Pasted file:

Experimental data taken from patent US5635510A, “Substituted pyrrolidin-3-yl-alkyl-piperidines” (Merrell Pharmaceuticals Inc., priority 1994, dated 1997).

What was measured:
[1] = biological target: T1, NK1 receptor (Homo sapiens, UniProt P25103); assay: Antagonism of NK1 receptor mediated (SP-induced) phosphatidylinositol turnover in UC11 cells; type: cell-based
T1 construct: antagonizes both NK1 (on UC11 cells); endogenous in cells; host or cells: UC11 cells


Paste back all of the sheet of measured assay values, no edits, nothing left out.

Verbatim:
Experimental data taken from patent US5635510A, “Substituted pyrrolidin-3-yl-alkyl-piperidines” (Merrell Pharmaceuticals Inc., priority 1994, dated 1997).

What was measured:
[1] = biological target: T1, NK1 receptor (Homo sapiens, UniProt P25103); assay: Antagonism of NK1 receptor mediated (SP-induced) phosphatidylinositol turnover in UC11 cells; type: cell-based
T1 construct: antagonizes both NK1 (on UC11 cells); endogenous in cells; host or cells: UC11 cells